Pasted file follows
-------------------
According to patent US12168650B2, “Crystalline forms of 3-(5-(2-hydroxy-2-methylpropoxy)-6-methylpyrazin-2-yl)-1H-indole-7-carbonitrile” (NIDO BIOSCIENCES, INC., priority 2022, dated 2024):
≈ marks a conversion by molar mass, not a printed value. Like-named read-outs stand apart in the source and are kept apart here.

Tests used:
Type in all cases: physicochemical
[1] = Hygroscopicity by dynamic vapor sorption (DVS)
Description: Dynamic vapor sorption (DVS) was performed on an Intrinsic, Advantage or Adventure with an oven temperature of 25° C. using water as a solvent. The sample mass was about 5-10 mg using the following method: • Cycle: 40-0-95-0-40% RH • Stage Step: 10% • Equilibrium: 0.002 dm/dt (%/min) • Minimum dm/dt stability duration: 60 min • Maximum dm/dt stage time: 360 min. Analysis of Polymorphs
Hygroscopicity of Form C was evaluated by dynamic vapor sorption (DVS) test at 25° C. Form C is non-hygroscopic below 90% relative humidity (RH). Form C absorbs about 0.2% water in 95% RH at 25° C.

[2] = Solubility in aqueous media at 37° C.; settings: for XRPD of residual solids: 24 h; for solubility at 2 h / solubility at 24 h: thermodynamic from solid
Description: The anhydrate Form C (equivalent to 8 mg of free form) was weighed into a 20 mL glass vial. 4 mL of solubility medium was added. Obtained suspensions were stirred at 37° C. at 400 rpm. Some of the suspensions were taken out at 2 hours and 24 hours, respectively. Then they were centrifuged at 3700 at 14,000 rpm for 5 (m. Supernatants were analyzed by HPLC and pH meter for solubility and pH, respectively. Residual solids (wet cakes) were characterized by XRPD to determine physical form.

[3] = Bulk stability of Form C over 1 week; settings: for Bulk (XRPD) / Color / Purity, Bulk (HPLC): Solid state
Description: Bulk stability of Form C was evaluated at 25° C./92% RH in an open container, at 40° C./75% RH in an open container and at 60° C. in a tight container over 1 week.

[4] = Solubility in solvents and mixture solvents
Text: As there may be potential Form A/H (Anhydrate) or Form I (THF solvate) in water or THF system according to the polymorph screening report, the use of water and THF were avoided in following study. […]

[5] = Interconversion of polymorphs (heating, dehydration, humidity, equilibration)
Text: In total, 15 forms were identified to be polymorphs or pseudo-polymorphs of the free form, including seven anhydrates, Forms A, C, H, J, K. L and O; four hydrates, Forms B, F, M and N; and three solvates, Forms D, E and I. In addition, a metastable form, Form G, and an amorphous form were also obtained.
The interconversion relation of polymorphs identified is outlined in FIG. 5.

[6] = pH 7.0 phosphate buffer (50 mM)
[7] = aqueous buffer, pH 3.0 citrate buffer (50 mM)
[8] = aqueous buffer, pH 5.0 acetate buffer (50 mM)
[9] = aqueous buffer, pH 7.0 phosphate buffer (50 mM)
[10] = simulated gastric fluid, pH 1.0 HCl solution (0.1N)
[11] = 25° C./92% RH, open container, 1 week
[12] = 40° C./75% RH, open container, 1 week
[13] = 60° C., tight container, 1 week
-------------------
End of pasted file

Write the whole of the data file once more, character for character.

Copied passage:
According to patent US12168650B2, “Crystalline forms of 3-(5-(2-hydroxy-2-methylpropoxy)-6-methylpyrazin-2-yl)-1H-indole-7-carbonitrile” (NIDO BIOSCIENCES, INC., priority 2022, dated 2024):
≈ marks a conversion by molar mass, not a printed value. Like-named read-outs stand apart in the source and are kept apart here.

Tests used:
Type in all cases: physicochemical
[1] = Hygroscopicity by dynamic vapor sorption (DVS)
Description: Dynamic vapor sorption (DVS) was performed on an Intrinsic, Advantage or Adventure with an oven temperature of 25° C. using water as a solvent. The sample mass was about 5-10 mg using the following method: • Cycle: 40-0-95-0-40% RH • Stage Step: 10% • Equilibrium: 0.002 dm/dt (%/min) • Minimum dm/dt stability duration: 60 min • Maximum dm/dt stage time: 360 min. Analysis of Polymorphs
Hygroscopicity of Form C was evaluated by dynamic vapor sorption (DVS) test at 25° C. Form C is non-hygroscopic below 90% relative humidity (RH). Form C absorbs about 0.2% water in 95% RH at 25° C.

[2] = Solubility in aqueous media at 37° C.; settings: for XRPD of residual solids: 24 h; for solubility at 2 h / solubility at 24 h: thermodynamic from solid
Description: The anhydrate Form C (equivalent to 8 mg of free form) was weighed into a 20 mL glass vial. 4 mL of solubility medium was added. Obtained suspensions were stirred at 37° C. at 400 rpm. Some of the suspensions were taken out at 2 hours and 24 hours, respectively. Then they were centrifuged at 3700 at 14,000 rpm for 5 (m. Supernatants were analyzed by HPLC and pH meter for solubility and pH, respectively. Residual solids (wet cakes) were characterized by XRPD to determine physical form.

[3] = Bulk stability of Form C over 1 week; settings: for Bulk (XRPD) / Color / Purity, Bulk (HPLC): Solid state
Description: Bulk stability of Form C was evaluated at 25° C./92% RH in an open container, at 40° C./75% RH in an open container and at 60° C. in a tight container over 1 week.

[4] = Solubility in solvents and mixture solvents
Text: As there may be potential Form A/H (Anhydrate) or Form I (THF solvate) in water or THF system according to the polymorph screening report, the use of water and THF were avoided in following study. […]

[5] = Interconversion of polymorphs (heating, dehydration, humidity, equilibration)
Text: In total, 15 forms were identified to be polymorphs or pseudo-polymorphs of the free form, including seven anhydrates, Forms A, C, H, J, K. L and O; four hydrates, Forms B, F, M and N; and three solvates, Forms D, E and I. In addition, a metastable form, Form G, and an amorphous form were also obtained.
The interconversion relation of polymorphs identified is outlined in FIG. 5.

[6] = pH 7.0 phosphate buffer (50 mM)
[7] = aqueous buffer, pH 3.0 citrate buffer (50 mM)
[8] = aqueous buffer, pH 5.0 acetate buffer (50 mM)
[9] = aqueous buffer, pH 7.0 phosphate buffer (50 mM)
[10] = simulated gastric fluid, pH 1.0 HCl solution (0.1N)
[11] = 25° C./92% RH, open container, 1 week
[12] = 40° C./75% RH, open container, 1 week
[13] = 60° C., tight container, 1 week